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Removing Financial Accessibility Barriers for Graduate Students with Disabilities

Currently, there are no AODA education standards. However, two AODA standards development committees have drafted recommendations of guidelines that AODA education standards should include. One committee has recommended guidelines for the kindergarten to grade twelve (K-12) education system. In contrast, the other committee has recommended guidelines for the university and college education system. In this article, we outline the Postsecondary Committee’s recommendations for removing financial accessibility barriers for graduate students with disabilities.

The committee’s mandate from the Ontario government requires recommendations focused on publicly-funded colleges and universities. However, students and educators with disabilities also face barriers in other education settings, including:

  • Privately-funded colleges and universities
  • Transitional job training programs

Therefore, all these settings should comply with the forthcoming postsecondary education standards.

Removing Financial Accessibility Barriers for Graduate Students with Disabilities

The Committee recommends that the government should undertake a review to identify financial barriers that graduate students face. This review should determine how the Ontario Disability Support Program (ODSP) interacts with sources of financial support available to graduate students, including:

  • The Ontario Student Assistance Program (OSAP)
  • Teaching assistant-ships
  • Research assistant-ships
  • Other graduate assistant-ships
  • Scholarships

For example, the government should note how sources of financial aid may limit eligibility for ODSP funding.

Similarly, colleges and universities should review their funding packages for graduate students to remove financial barriers. For instance, policies should not list disability as a factor that excludes students from teaching assistant-ships. Moreover, the government, colleges, and universities should create and implement plans to mitigate the barriers they identify during their reviews.

In addition, the government should work with colleges and universities to develop policies providing adequate financial support to graduate students with disabilities. For instance, policies within colleges, universities, and financial aid systems should recognize the different needs of students with disabilities enrolled in:

  • Master’s programs
  • PhD programs

Furthermore, financial aid policies should allow graduate students to take leaves of absence related to disability, if needed.

College and University Funding Packages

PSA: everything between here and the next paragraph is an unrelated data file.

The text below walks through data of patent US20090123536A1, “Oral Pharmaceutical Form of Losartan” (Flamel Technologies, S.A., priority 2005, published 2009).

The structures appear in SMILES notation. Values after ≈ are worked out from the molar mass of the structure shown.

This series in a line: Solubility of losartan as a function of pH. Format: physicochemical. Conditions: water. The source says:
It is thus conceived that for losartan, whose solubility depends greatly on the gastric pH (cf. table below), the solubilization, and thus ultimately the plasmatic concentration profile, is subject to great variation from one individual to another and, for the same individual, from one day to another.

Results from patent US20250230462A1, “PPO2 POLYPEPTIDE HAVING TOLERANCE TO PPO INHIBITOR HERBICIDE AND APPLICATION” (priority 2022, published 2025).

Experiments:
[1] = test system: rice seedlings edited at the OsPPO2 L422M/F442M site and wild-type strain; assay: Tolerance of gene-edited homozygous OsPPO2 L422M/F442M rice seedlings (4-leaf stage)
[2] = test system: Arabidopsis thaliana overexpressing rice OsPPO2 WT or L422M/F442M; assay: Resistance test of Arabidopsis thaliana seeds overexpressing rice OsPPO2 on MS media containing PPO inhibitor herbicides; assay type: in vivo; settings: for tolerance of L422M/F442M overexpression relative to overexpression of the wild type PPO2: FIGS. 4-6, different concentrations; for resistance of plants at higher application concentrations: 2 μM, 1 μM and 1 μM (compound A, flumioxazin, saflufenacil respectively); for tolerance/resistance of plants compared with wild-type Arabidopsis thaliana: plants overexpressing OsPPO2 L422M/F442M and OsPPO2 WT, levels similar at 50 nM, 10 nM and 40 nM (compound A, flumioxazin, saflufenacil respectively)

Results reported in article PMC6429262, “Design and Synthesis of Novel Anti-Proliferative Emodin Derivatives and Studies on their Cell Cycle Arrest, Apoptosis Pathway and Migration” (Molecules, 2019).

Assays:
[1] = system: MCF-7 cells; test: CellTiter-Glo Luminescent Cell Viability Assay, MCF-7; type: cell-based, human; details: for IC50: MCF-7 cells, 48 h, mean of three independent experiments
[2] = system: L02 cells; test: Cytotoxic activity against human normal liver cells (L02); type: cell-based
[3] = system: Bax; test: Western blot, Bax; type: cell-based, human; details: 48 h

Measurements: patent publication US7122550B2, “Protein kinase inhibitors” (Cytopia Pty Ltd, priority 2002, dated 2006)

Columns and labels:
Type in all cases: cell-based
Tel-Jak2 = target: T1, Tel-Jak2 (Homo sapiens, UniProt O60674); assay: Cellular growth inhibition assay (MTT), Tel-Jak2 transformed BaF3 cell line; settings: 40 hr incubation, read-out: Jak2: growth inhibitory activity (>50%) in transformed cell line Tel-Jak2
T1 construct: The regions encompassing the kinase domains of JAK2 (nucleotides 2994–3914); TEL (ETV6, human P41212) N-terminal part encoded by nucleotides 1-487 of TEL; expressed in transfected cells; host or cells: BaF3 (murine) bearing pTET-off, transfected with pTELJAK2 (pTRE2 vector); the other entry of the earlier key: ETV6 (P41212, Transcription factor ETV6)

Similarly, colleges and universities should review the funding packages they offer to graduate students. These packages should also consider disability-related absences. Likewise, colleges and universities should review their tuition policies for accessibility barriers. For example, students may be eligible for lower tuition if their course loads are less than full-time, for accessibility reasons. However, like part-time undergraduate students with disabilities, graduate students with disabilities with partial course loads should still have the status of full-time students. Full-time status ensures that these students remain eligible for awards, bursaries, and working opportunities, such as teaching or research assistant-ships.

Colleges and universities should collect data on how these reviews and policy changes impact students’ experience on campus, and their retention rates.

Funding Frameworks for Accommodation

The Committee also recommends that colleges and universities develop frameworks for graduate students to access funding for accommodations. For example, graduate students may use accommodations when travelling to conferences, such as:

  • Attendant services
  • Sign Language interpreters

Therefore, colleges and universities should take these accommodation costs into account in financial-aid assessments for students with disabilities. Furthermore, conference organizers should also be prepared to implement students’ accommodations. However, in cases where conference organizers cannot provide this support, colleges and universities should also establish funds for conference accommodations.

In addition, the provincial and federal governments should review all policies for government-funded graduate scholarships. Full-time and part-time students with disabilities should all be eligible for these scholarships. Similarly, students who limit research loads or extend their time to degree completion should also be eligible. Moreover, the application processes, including collection of demographic data, should be accessible for students with disabilities. For example, applicants should be able to use assistive technology, such as screen readers or screen magnification. Policies governing these scholarships should also address funding for accommodations, as well as needed leaves of absence due to disability.

Finally, colleges and universities should extend funding and financial aid to students with disabilities who need to extend their time to degree completion.